Countries urged to support Indonesia to cut emissions

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Norway on Tuesday urged other countries to support Indonesia to reduce greenhouse gas emissions following its commitment of up to 1 billion U.S. dollars for the country for the purpose, a press statement said in Jakarta.

"Norway is proud of the partnership with Indonesia. We strongly encourage other countries to support the work that President Susilo Bambang Yudhoyono and the government of Indonesia is doing to reduce greenhouse gas emissions," Norwegian Minister for the Environment and International Development Erik Solheim said in a conference.

He praised President Yudhoyono's efforts to materialize the goal.

"President Yudhoyono is now one of the foremost statesmen leading the international fight to combat climate change," he said

It is predicted that up to 30 billion dollars could flow from developed to developing countries each year to help facilitate significant reductions in deforestation, and Indonesia could potentially claim a significant share of these funds through REDD+, a global mechanism for Reducing Emissions from Deforestation and forest Degradation, as well as the conservation and sustainable management of forests, and the enhancement of forest carbon stocks.

British Minister of State at the Department for Environment, Food and Rural Affairs Jim Paice said that his country supports Indonesia's work to meet its internationals climate change commitments.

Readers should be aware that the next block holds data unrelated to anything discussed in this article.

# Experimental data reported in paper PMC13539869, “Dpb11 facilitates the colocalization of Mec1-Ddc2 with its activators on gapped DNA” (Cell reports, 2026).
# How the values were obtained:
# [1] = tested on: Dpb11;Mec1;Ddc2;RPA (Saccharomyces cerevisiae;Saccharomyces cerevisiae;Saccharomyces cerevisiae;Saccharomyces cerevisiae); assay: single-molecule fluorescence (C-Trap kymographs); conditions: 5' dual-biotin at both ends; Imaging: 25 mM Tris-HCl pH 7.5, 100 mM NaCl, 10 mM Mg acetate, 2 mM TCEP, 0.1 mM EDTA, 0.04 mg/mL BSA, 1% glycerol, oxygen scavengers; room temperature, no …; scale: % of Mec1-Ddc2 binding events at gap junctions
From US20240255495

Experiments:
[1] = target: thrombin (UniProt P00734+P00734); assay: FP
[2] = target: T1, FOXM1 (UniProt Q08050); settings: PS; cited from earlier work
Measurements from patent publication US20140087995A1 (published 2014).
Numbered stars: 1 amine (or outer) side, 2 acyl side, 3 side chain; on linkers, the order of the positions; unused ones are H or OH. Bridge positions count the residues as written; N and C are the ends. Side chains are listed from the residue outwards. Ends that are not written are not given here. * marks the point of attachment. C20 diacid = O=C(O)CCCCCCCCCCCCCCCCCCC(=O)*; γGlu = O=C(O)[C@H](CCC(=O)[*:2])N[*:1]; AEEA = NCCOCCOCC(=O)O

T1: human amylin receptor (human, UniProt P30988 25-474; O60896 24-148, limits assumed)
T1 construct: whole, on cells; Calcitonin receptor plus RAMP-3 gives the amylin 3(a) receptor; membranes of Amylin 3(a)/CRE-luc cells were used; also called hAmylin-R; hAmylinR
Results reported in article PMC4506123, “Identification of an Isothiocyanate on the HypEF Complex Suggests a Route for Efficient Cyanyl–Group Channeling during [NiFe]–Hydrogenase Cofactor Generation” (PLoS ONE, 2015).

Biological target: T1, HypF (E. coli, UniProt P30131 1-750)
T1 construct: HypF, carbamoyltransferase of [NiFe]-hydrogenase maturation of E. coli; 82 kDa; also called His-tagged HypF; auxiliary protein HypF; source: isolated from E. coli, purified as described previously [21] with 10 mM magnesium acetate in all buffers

"I am pleased to be here at the Forests Indonesia Conference because the UK recognizes the importance of climate change in Indonesia. We are pleased to be supporting the government of Indonesia's work to meet its internationals climate change commitments," said Paice.

Hosted by the Center for International Forestry Research (CIFOR) , the conference provided a platform for 1,000 leaders of Indonesia's government, business community and civil society, as well as foreign donors, to discuss the future of the forests, the third-largest tropical forest in the world.

Indonesia is losing about 1.1 million hectares of its forests each year. Most of it is due to unsustainable logging that includes the conversion of forests to plantations for palm oil and the pulp and paper industry. It is also partly due to large-scale illegal logging, which is estimated to cost Indonesia about 4 billion dollars annually.

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